Skip Navigation Website Accessibility

Sew On & Sew North Changes


Sew On & Sew North Important information
March 24, 2020
 

We would like to think that we are your happy place in these difficult times. We also want you, our dear customers, to know we are trying to keep you safe & healthy. Sewing is a GREAT thing to keep us occupied at home. I want to continue to be here and safely support your sewing efforts!

We are changing our OPEN policy effective Thursday, March 26, 2020. Starting that date my doors will be LOCKED and we are effectively closed to in-store shopping, but I will be in the shop from 10am-1pm Monday-Saturday.

You CAN call me and place an order, we can video chat via Facebook messenger, or you can shop my website.
Whether you shop online or by phone, you have choices for getting your items: FREE Curbside Pick-up, FREE local delivery, or have items shipped. Priority Shipping is $5.99 FLAT rate or Economy shipping is FREE.
We can even make the curbside pick up or local delivery "contactless" if you wish.

Here is the link to our website:
Sew On & Sew North

We are cancelling any in person classes or events for March & most of April. This may change  I am hoping to set up a ZOOM event for anyone who wants, or maybe just FB live for our Subscription Clubs. I will also mail your pattern, threads, etc if you wish for April! If you are part of these clubs or events I will be emailing you individually soon. Here is the link for our online calendar:
Sew On & Sew North Calendar

By now you have undoubtably seen information online about sewing masks for healthcare workers.
There is SO MUCH misinformation online about the crisis and sewn masks specifically that it's hard to know who to believe or trust. Be aware that something you find online might NOT be what is best for your community at this time.  
I know that you want to *do* something to help in this crisis and that it's coming from a good place. We all feel the same sense of powerlessness and we just want to help.

The best thing to do right now

Reach out to your local representatives to put pressure on the government to provide medical-grade equipment to our healthcare workers. 

Click here to find your local representatives and how to reach them.


The most important thing NOT to do

If you are in a highly affected area , do NOT call all your local hospitals' switchboards asking them if they want masks. They are already swamped and are being distracted by well-meaning people calling offering to sew masks. There are groups and specific drives already organized and you can hop into one of those efforts directly (more on that below).

Regarding the efficacy of sewn masks

This probably is obvious, but sewn masks are not as effective as medical-grade masks like the N95 masks which stop 97% of virus-sized particles (the ones we need to demand our government provide).

But sewn masks ARE STILL HELPFUL when a medical-grade mask is not available. Here is a link to an in-depth breakdown of different types of masks and their effectiveness.

From the link: Data shows that DIY masks made with a single layer of cotton clothing or a tea towel can remove around 50-60% of virus-sized particles. This means they perform worse than surgical masks and N95 masks. Wearing the homemade masks for 3 hours had no significant effect on the filtration efficiency.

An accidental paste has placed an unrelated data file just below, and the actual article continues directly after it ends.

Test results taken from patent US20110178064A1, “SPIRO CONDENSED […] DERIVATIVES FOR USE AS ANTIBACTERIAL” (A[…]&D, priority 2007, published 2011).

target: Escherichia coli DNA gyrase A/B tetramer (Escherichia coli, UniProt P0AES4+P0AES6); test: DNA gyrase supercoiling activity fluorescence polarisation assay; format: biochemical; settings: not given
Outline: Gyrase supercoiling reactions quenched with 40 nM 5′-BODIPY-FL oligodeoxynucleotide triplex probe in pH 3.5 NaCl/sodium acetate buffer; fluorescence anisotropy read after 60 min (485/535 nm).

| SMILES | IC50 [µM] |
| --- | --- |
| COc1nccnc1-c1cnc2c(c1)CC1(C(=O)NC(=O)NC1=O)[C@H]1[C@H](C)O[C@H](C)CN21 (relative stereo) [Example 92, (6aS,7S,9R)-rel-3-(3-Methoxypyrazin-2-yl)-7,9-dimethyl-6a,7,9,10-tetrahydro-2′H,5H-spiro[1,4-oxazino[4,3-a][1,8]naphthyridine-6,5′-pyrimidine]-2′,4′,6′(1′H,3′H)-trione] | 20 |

The best fabric to use

From the same resource, "Test data shows that the best choices for DIY masks are cotton t-shirts, pillowcases, or other cotton materials." (source)

Sew a mask for yourself

If you do not have a higher-grade mask, you should sew a mask for yourself to use when you go out of your home. Its added protection isn't as good as a medical mask, but it's still better than no protection at all. I encourage you to change and wash your masks frequently if they are for your personal use. 

But be mindful to still take all the other distancing precautions -- wearing a mask does NOT replace measures such as staying 6 feet away from others.
 

Which mask to make

You do not need elastic to make a mask. In fact, the elastic part breaks down faster than the fabric part, so a mask made with cotton ties will last longer through multiple washings than one made with cotton.

Gotham Quilts has put together a super-simple pattern for a mask with ties.
This is a great pattern. I am currently out of 1/4 inch elastic and so are my suppliers. We do have "cording" elastic in both black & white if you need that. As a former nurse, I think the tie style masks would be a great option!

I have been in contact with our local hospital's crisis team and they currently do NOT need masks. If and when they do they will notify me and I will pass on the information. They may request a certain style of mask so it's best to wait to see what they want before using all your supplies up.
Osnabrock Living Center will accept the masks either the elastic style or the tie on like the pattern link above. I think you can get them to me and I will send them to Brittanie, or you can mail them directly to the care center.
I have not been in touch with Maple Manor.


Watch our Facebook page for current up to date information on everything! Link to our FB page:
Sew On & Sew North facebook page
We are on Instagram too, find us there by searching @sewonsewnorth

Sew Stay Safe!
Peggy



 

  • Ph: 701-256-2526
  • | sewon@utma.com
      706 3rd St. Langdon, ND 58249

  • Hours:
  • Mon, Tues, Thur, & Fri 10-5, Wed & Sat 10-4,
  • *Closed Sunday